Math 461, Section C13, Probability
Spring 2012

Course Information

Professor:Kay Kirkpatrick
Office:334 Illini Hall
Contact:The way to get in touch with me is by email, kkirkpat(at), with subject line "Math 461 ...", and with salutation "Dear Professor Kirkpatrick".
Lectures: MWF 10:00-10:50 (347 Altgeld Hall)
Office hours: Mondays and Wednesdays, 11:00-11:50, or by appointment. I would be happy to answer your questions in my office anytime as long as I'm not otherwise engaged, and before and after class are good times to catch me either in my office or in the classroom. Office hours the first two weeks will be 1/18 & 1/20 at 11am, and 1/27 at 9am (and as announced by the guest lecturer).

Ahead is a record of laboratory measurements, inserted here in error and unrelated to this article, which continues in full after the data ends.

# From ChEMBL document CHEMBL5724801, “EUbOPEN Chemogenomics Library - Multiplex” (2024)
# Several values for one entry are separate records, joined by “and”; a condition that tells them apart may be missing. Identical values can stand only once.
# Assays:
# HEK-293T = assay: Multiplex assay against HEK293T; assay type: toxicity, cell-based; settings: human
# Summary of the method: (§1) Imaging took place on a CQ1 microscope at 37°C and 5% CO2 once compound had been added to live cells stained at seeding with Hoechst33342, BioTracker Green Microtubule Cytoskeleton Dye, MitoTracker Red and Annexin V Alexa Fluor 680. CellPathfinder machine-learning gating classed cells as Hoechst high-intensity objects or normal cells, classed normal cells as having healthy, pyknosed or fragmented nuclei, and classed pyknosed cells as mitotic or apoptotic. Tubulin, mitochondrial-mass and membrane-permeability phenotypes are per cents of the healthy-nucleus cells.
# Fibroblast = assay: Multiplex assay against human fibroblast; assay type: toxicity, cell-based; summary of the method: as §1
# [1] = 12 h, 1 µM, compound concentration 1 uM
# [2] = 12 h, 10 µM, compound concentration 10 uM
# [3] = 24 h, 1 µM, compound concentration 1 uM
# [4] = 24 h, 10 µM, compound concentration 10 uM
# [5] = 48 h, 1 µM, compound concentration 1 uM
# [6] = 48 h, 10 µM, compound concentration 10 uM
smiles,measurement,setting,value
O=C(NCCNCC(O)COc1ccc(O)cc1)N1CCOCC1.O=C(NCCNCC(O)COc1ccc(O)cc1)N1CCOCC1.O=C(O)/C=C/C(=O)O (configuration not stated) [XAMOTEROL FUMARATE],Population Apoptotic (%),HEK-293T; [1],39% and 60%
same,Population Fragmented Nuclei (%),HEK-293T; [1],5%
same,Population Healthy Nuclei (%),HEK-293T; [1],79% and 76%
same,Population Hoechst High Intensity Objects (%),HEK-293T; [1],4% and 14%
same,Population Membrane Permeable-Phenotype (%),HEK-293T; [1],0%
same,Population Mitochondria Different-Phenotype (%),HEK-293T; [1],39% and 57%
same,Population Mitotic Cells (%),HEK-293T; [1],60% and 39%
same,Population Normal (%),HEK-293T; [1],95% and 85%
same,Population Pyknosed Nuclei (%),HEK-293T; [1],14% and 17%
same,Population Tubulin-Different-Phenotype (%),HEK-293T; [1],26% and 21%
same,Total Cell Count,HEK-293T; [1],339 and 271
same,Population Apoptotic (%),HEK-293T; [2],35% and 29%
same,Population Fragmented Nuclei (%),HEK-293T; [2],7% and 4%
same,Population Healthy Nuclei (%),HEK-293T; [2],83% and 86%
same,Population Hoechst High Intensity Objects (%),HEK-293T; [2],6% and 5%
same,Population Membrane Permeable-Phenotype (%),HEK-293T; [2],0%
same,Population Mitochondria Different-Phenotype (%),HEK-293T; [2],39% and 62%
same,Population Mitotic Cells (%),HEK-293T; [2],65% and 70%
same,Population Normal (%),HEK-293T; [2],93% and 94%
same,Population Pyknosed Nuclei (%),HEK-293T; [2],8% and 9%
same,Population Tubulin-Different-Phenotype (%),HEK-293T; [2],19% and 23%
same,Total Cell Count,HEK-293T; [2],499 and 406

Textbook: Sheldon Ross, A First Course in Probability, 8th Edition. 2008, Prentice Hall. (It is okay to use an old edition for studying, but the homework problems will be from the 8th edition, and you can check my textbook or a classmate's to make sure you're doing the right problems.)
Homework policy: Homework will be assigned regularly, and collected on Fridays in class. You are encouraged to work together on the homework, but I ask that you write up your own solutions and turn them in separately. Late homework will not be graded, and if for some reason you've done a homework but can't turn it in in class, you should turn it in to my mailbox before class, or ask a classmate to turn it in for you. Because of this strict policy on late homework, I will drop your two lowest homeworks.